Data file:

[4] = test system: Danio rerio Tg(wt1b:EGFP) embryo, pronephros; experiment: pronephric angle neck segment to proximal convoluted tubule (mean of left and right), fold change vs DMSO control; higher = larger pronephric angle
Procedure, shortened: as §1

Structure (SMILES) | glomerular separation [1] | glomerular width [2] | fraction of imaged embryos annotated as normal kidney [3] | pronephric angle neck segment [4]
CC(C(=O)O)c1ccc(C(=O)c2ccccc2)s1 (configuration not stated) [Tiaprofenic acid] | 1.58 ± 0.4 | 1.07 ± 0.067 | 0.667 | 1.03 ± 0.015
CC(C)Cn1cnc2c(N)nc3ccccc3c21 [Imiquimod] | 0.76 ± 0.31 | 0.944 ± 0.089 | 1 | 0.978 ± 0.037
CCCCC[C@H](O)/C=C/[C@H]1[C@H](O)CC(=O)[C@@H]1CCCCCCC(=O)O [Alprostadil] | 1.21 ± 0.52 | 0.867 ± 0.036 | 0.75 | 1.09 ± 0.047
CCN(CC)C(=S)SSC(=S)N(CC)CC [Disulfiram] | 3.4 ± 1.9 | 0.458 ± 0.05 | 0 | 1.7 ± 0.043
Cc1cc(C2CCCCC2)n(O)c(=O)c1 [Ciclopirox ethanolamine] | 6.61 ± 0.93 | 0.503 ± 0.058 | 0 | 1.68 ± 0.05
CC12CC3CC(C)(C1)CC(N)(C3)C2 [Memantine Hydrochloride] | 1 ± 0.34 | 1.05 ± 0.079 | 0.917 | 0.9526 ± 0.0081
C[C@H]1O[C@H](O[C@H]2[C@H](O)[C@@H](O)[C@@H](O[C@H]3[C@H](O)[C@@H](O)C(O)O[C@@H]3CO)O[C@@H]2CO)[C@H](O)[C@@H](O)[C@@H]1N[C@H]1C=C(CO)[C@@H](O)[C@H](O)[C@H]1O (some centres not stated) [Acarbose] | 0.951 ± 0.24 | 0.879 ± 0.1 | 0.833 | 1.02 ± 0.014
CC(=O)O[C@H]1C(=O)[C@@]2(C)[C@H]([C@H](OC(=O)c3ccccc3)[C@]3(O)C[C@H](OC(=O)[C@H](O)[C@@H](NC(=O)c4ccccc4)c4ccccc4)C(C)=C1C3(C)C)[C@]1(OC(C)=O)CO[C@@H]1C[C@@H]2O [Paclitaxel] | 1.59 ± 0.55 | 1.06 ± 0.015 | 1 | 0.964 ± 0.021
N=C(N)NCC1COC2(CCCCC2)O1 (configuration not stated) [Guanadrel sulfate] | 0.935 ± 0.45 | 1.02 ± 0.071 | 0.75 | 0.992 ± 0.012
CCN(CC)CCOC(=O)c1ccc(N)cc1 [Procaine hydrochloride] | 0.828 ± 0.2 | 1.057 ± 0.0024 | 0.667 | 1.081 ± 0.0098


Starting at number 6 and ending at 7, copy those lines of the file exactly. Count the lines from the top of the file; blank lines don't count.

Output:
CCCCC[C@H](O)/C=C/[C@H]1[C@H](O)CC(=O)[C@@H]1CCCCCCC(=O)O [Alprostadil] | 1.21 ± 0.52 | 0.867 ± 0.036 | 0.75 | 1.09 ± 0.047
CCN(CC)C(=S)SSC(=S)N(CC)CC [Disulfiram] | 3.4 ± 1.9 | 0.458 ± 0.05 | 0 | 1.7 ± 0.043